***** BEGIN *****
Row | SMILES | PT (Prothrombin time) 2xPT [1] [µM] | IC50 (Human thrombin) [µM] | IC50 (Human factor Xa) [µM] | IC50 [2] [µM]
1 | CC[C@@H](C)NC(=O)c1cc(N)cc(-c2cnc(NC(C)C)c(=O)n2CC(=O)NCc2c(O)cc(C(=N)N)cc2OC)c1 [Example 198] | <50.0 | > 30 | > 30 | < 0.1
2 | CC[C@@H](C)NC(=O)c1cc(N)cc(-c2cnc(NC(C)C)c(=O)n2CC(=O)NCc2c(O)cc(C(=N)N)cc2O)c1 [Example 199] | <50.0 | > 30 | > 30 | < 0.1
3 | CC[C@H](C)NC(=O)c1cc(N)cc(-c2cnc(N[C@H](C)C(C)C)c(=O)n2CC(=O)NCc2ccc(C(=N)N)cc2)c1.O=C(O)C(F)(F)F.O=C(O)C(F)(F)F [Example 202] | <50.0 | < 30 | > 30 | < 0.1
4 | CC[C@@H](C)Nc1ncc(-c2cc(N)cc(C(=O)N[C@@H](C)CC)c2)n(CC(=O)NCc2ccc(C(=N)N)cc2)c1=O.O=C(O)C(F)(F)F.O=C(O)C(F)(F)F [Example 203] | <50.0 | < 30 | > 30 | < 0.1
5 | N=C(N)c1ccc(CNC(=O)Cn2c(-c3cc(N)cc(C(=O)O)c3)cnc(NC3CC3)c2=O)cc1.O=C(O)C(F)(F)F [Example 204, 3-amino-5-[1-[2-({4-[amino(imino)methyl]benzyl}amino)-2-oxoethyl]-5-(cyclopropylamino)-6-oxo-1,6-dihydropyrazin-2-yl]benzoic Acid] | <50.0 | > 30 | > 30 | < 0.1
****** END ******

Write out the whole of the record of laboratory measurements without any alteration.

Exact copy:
Row | SMILES | PT (Prothrombin time) 2xPT [1] [µM] | IC50 (Human thrombin) [µM] | IC50 (Human factor Xa) [µM] | IC50 [2] [µM]
1 | CC[C@@H](C)NC(=O)c1cc(N)cc(-c2cnc(NC(C)C)c(=O)n2CC(=O)NCc2c(O)cc(C(=N)N)cc2OC)c1 [Example 198] | <50.0 | > 30 | > 30 | < 0.1
2 | CC[C@@H](C)NC(=O)c1cc(N)cc(-c2cnc(NC(C)C)c(=O)n2CC(=O)NCc2c(O)cc(C(=N)N)cc2O)c1 [Example 199] | <50.0 | > 30 | > 30 | < 0.1
3 | CC[C@H](C)NC(=O)c1cc(N)cc(-c2cnc(N[C@H](C)C(C)C)c(=O)n2CC(=O)NCc2ccc(C(=N)N)cc2)c1.O=C(O)C(F)(F)F.O=C(O)C(F)(F)F [Example 202] | <50.0 | < 30 | > 30 | < 0.1
4 | CC[C@@H](C)Nc1ncc(-c2cc(N)cc(C(=O)N[C@@H](C)CC)c2)n(CC(=O)NCc2ccc(C(=N)N)cc2)c1=O.O=C(O)C(F)(F)F.O=C(O)C(F)(F)F [Example 203] | <50.0 | < 30 | > 30 | < 0.1
5 | N=C(N)c1ccc(CNC(=O)Cn2c(-c3cc(N)cc(C(=O)O)c3)cnc(NC3CC3)c2=O)cc1.O=C(O)C(F)(F)F [Example 204, 3-amino-5-[1-[2-({4-[amino(imino)methyl]benzyl}amino)-2-oxoethyl]-5-(cyclopropylamino)-6-oxo-1,6-dihydropyrazin-2-yl]benzoic Acid] | <50.0 | > 30 | > 30 | < 0.1